Shit John Aielli Says
Iconic radio host John Aielli celebrates 50 years on Austin airwaves
The year was 1966. A gallon of gasoline cost $.32. Star Trek, Bonanza, and Bewitched were hot on the tube. Thunderball and Dr. Zhivago with heart throbs; Sean Connery and Omar Sharif dominated the big screen; and the sounds of the Beatles, the Rolling Stones, the Beach Boys, and the Supremes filled the air. Texan Lyndon Baines Johnson sat in the White House, and Charles Whitman stunned the world as bullets rained down from the University of Texas Tower.
1966 was also the year that an iconic personality and voice would take to the airwaves on KUT. Many things have changed since then — especially in Austin — but the wit, wisdom, and fountain of knowledge that is John Aielli and his signature radio broadcast "Eklektikos" have been a constant for the past 50 years. And the master shows no signs of letting up. When asked if he wasn’t on the radio what would he want to do, Aielli quipped, “I love this job. Why would I ever do anything else?”
What else indeed. With his almost encyclopedic knowledge of music and his off the cuff banter, Aielli is a local legend. His show "Eklektikos," from the Greek meaning chosen from the best, draws fans of all ages and interests. He is dedicated to promoting the cultural arts and revels in finding new talent for the show. In addition to a wide variety of music including live performances, Aielli has interviewed everyone from Dan Rather to Joan Baez to Sebastian Junger to Matthew McConaughey.
Listeners never know what to expect, and that is a large part of Aielli’s charm. Fueled by Aielli’s curious nature, the show always informs and entertains. His observations fuel watercooler discussions so much so that #ShitJohnAielliSays has become a Twitter favorite. A classically trained vocalist, Aielli’s annual holiday sing-alongs have attracted dedicated followers and large crowds for more than 30 years.
CultureMap caught up with Aielli at the offices of KUTX on the UT campus to discover just what it takes to stay fresh on air for half a century:
"What keeps me going? Every day when I go on the air I immediately connect with the audience. I talk about what is going on. About the weather, the traffic, and what is happening around town and the things they can relate to."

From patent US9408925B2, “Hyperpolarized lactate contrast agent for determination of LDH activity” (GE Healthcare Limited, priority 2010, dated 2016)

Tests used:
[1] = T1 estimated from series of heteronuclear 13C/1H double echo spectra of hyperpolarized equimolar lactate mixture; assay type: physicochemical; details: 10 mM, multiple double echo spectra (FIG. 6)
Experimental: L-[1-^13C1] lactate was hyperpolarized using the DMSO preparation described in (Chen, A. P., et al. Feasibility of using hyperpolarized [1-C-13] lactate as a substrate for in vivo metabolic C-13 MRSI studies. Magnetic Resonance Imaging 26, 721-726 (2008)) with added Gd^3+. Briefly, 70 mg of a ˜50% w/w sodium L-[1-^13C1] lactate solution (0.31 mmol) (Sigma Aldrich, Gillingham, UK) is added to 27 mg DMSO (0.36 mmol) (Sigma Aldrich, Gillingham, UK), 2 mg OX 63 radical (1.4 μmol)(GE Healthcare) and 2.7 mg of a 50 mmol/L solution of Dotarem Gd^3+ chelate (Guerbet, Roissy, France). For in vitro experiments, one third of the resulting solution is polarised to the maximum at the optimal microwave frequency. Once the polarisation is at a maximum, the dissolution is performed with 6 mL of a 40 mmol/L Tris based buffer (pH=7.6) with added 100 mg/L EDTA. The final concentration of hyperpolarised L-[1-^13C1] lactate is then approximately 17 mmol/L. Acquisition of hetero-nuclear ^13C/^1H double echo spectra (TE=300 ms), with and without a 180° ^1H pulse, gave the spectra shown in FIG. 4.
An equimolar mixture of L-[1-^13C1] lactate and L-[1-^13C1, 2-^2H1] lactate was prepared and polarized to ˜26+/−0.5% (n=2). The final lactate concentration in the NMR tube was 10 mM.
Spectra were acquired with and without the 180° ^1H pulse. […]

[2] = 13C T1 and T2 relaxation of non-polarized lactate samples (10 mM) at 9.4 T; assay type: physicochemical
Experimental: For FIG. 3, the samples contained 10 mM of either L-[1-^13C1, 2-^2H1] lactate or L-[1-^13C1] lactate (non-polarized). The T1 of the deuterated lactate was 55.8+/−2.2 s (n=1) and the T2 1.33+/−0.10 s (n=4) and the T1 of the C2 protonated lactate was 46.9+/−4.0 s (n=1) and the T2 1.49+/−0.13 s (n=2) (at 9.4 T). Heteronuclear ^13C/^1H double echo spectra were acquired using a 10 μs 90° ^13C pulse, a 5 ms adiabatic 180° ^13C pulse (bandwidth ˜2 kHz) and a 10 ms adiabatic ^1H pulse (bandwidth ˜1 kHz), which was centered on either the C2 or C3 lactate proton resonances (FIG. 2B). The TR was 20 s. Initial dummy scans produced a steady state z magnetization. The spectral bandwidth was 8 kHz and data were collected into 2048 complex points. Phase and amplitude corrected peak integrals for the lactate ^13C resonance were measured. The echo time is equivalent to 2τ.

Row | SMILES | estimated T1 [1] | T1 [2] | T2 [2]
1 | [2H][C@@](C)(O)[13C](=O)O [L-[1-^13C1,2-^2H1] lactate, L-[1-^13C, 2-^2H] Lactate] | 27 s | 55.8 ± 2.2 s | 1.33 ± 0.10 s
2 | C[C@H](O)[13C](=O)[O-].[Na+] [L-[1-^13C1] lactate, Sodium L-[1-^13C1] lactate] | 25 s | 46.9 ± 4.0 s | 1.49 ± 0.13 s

"I have enjoyed the changes in Austin because I am always changing. When I came here the sign said population 186,000 and now we are over 2 million. If you are not changing you are not alive."
"Being on campus brings me joy every day. I look at the young vibrant students who really are the heartbeat of this city. Being a college town makes a big difference in the intellect and interests of the city and the kind of artists and entertainment we attract. Everything related to the music scene goes to the level of attention and education of the audiences here in Austin."
"My loyal listeners are eclectic like me. At first they don’t know what to think because they haven’t heard anything on radio today quite like it but it really is just an old-fashioned variety show. Like Ed Sullivan I can include anything and everything and that is what makes it all interesting."
"One of the best things about this town is that Austin has superior classical music of all kinds but especially vocal music. The choirs here are as good as choirs anywhere in the world. Conspirare is a world-class organization. We have a wealth of great classical music organizations. The Austin Symphony is excellent and Peter Bay has done such a great job with it. Austin Classical Guitar — what Matthew Hinsley has done over the years with that organization is nothing less than astounding. Over the years he has taken it to international renown. I believe it is the most respected classical guitar organization in the world."
"I see my role as an intermediary between the artist and the listening public. I like to encourage my listeners to become the audience for these emerging artists. The more I can expose the artists and what they are about to the community the more I become the facilitator for the cultural arts."
"In 1966 people predicted that television would mean the end of radio. How wrong they were. People are in their cars and they are hungry for information. Where there are cars, there are radios and where there as radios there is KUTX and John Aielli. As long as that is the case I will stay on the air as long as they will let me. I am amazed that I get to do this every day."
With celebrations planned throughout the month, including John Aielli Day and a John Aielli bobble head figure, perhaps the best way to join the festivities is to tune in to "Eklektikos" on KUTX 98.9 Mondays through Thursdays from 6-9 am.